Confirming rumors, Google this week rolled out a fresh new design. As of late in the day Wednesday, I’m seeing The New Google in my searches across all browsers. Let’s see what people think of it, shall we?
Many observers find the new design strikingly similar to the Bing search interface. According to USA Today
, the makeover “signals the start of what promises to be a period of intensified competition with rival Microsoft Bing”:
Google touched up its logo, adopted a new color scheme and has begun to insert images more liberally amid search results. The biggest change: a Bing-like navigable column appears down the left side of search results pages. It is designed to help readers fine tune their searches.
They aren’t the only ones who noticed. In a post titled “It Has to Be Said: New Google Interface Looks Just Like Bing’s,” Andy Beal of Marketing Pilgrim
Google rarely serves up its competitors an opportunity to make the claim that an old dog can learn new tricks. In this case, Google learning a thing or two from Microsoft. And, even if you stand by the claim that Google did not make any of these changes in response to Bing, then you have to tip your hat to Bing for launching this interface way before Google … It’s basically a more aesthetically pleasing version of the collapsible “Search Options” Google has been testing for months.
But in his Search Engine Land coverage
, Danny Sullivan points out that Ask.com was actually the first to adopt the three-column setup. After a very in-depth look at the new UI, he addresses the copycat question:
Back in June 2007, Ask.com made a splash with its new three column look … Two years later, in June 2009, Microsoft relaunched its search engine as Bing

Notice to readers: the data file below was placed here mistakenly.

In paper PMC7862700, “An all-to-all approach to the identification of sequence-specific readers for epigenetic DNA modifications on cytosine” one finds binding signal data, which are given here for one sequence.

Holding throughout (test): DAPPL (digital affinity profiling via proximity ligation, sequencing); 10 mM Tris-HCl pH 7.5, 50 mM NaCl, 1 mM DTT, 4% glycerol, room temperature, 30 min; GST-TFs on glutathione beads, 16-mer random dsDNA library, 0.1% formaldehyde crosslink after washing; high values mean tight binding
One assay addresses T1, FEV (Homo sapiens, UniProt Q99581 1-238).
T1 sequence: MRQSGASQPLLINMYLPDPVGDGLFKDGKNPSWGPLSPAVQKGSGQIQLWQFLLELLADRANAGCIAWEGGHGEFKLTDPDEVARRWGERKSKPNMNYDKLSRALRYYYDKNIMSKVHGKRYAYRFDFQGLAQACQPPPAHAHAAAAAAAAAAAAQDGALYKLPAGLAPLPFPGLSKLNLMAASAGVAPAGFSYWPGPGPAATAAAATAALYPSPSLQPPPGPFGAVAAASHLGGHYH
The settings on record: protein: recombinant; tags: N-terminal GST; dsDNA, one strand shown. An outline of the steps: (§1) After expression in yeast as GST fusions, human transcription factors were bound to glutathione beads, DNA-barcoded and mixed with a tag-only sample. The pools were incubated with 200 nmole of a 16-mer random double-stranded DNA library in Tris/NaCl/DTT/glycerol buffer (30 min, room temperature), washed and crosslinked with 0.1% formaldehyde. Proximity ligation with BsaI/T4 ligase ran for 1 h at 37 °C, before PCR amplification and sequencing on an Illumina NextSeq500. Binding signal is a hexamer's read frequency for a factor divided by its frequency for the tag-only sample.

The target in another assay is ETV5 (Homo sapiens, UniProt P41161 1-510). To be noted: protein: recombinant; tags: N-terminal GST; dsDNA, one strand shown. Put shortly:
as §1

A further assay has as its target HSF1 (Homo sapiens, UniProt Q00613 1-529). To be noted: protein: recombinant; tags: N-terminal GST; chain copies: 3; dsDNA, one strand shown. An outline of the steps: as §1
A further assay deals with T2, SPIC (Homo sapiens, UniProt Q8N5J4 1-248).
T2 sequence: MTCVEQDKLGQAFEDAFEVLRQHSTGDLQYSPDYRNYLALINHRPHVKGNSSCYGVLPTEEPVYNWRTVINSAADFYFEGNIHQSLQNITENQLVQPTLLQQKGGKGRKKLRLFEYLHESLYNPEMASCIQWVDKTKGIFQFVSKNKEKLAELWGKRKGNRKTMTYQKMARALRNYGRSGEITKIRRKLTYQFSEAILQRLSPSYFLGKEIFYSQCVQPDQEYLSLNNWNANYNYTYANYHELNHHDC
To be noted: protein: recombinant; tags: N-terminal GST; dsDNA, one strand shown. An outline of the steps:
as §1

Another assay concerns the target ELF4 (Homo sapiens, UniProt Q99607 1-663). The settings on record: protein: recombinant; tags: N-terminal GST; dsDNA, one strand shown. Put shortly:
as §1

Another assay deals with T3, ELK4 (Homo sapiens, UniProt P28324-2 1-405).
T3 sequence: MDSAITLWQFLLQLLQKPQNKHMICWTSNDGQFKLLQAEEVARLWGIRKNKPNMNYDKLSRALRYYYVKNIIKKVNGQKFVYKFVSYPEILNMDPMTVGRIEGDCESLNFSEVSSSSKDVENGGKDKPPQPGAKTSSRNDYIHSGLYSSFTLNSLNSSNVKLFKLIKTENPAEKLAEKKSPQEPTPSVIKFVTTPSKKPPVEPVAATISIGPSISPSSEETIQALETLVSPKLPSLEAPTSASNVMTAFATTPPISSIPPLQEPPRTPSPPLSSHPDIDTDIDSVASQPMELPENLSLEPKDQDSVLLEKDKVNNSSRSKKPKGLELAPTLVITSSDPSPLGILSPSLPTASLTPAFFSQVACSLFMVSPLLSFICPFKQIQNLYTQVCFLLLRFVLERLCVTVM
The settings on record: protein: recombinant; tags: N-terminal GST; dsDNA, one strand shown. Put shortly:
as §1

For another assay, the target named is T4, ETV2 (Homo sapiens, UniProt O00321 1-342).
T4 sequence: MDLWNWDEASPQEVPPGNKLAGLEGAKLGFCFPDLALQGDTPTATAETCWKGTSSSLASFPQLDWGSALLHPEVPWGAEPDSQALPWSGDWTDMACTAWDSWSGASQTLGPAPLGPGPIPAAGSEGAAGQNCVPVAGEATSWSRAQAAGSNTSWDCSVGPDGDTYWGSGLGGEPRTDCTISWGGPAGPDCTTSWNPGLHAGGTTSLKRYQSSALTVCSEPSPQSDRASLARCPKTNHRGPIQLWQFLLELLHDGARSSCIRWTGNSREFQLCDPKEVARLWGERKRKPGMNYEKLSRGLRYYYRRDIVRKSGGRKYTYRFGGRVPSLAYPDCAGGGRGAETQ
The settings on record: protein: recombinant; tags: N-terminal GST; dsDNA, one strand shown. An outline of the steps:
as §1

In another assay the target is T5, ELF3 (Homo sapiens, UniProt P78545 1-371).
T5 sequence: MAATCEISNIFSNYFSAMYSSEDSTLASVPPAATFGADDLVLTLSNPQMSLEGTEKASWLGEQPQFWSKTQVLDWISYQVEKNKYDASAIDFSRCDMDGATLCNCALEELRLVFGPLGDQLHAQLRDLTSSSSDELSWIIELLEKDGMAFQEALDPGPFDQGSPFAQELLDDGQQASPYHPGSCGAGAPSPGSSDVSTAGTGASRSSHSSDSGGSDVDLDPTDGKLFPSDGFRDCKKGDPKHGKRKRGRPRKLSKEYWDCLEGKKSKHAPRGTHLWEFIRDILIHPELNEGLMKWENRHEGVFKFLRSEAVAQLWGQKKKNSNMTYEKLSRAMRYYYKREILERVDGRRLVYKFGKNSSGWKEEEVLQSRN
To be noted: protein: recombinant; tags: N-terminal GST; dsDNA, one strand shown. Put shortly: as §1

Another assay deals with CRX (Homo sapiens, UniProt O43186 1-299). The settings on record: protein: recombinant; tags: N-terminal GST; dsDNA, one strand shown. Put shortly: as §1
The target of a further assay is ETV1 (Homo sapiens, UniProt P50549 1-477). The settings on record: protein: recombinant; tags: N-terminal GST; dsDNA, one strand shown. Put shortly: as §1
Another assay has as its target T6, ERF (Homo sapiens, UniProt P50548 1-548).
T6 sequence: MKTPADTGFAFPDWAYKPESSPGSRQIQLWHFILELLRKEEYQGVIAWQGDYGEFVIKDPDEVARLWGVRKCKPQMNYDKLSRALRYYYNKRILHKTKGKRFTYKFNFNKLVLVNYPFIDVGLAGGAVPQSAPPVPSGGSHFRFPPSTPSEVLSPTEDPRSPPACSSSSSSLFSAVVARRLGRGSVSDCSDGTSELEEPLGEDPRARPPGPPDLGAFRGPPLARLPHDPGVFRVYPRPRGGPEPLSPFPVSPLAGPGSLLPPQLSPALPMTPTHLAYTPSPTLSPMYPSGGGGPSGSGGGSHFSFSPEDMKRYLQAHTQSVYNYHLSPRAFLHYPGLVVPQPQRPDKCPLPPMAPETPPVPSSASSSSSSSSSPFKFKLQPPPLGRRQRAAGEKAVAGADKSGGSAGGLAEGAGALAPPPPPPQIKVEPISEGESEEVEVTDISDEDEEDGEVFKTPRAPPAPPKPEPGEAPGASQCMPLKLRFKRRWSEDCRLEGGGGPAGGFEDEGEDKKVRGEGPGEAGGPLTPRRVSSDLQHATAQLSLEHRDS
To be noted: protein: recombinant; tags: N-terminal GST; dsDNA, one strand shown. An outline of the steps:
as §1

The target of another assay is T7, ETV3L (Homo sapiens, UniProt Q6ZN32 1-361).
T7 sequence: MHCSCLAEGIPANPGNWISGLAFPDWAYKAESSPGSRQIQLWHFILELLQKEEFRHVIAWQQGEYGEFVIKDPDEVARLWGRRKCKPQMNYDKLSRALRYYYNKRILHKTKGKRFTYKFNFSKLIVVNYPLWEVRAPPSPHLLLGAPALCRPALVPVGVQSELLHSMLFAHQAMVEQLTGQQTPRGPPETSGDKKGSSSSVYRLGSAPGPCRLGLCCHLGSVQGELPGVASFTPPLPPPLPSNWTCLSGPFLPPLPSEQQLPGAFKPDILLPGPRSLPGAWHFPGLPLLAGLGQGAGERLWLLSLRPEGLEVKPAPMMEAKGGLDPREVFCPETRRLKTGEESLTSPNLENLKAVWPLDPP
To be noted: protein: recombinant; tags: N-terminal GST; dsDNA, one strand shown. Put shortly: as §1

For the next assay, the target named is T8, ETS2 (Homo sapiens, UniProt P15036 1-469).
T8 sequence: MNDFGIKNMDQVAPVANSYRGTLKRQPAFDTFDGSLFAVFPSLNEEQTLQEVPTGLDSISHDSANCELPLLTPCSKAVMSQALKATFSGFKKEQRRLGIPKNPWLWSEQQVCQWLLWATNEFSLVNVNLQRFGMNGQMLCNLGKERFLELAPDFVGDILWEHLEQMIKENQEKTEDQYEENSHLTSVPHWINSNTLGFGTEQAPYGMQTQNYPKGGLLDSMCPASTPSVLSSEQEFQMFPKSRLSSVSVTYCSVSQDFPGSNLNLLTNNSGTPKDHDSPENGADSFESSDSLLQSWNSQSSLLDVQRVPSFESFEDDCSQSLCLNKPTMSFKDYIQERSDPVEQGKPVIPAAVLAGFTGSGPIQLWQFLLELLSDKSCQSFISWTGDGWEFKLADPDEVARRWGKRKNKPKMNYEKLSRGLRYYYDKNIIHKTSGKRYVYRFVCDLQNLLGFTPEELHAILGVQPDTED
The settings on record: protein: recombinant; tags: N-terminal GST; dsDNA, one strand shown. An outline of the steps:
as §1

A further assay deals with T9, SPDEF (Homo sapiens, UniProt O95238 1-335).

. It also used a three column design, with the left column for search refinement options. Then in August 2009, Yahoo did the same
, a three column design, with left column used for refinement.
Now Google has made the jump, raising the inevitable question — isn’t it just copying the others?
“We have been working on a left-hand nav since 2006 and in mocks far before that,” Wright said.
Indeed, left-hand navigation was spotted in the wild back in December 2005
, though it was very rudimentary. And arguably, Google had a solid three column look when the search option column was unveiled as a user choice last year, just before the Bing launch.
I doubt that will prevent Bing from poking fun that Google’s just copying them.
This confirms my gut feeling, that Bing copied Google before Google copied Bing.
On SEO Roundtable Barry Schwartz says that many on the forums “hate the design,” but of course that matters little: “There is no way Google would have launched this new design without testing it to death. And by testing, I mean they run statistical tests to see if it works better than the previous design.” (Watch out when you contradict the forum hounds, someone commented on the post and told Barry he sounds “like Hitler”!) He also notes, “Many are saying Google copied Bing. I'll say those people don't know what they are talking about.”
So what do you think? I personally like the new UI. Lately I’ve been opening the “search options” sidebar a lot to sort results by date, so having that column already open and at the ready is a nice change. It somehow feels more intuitive to switch between search formats (images, video, etc.) from a left column, too—maybe because it recalls the placement of folders in my email accounts. (It creates the illusion of merely switching to another folder, rather than going to a different site.)
I also think it’s a good reminder of all the different search options Google offers (see Danny Sullivan’s post above for an overview of these). I definitely think people (including me) don’t take advantage of these options enough. When was the last time you searched within a custom date range? Or refined using “search within results”? (Note to self! Use that more instead of starting over with a refined query.)
More Highlights from the Week
More link building love (I haven’t forgotten that it’s your most dreaded search marketing task): Dr. Pete says “low-quality links are like one-night stands
” and it’s worth it to take the time to build a natural link profile.
PPC Hero debunks not 5, not 10, but 36 myths of PPC
, including that the #1 spot is the most profitable and that conversion rates affect Quality Score.
Have a great weekend, all!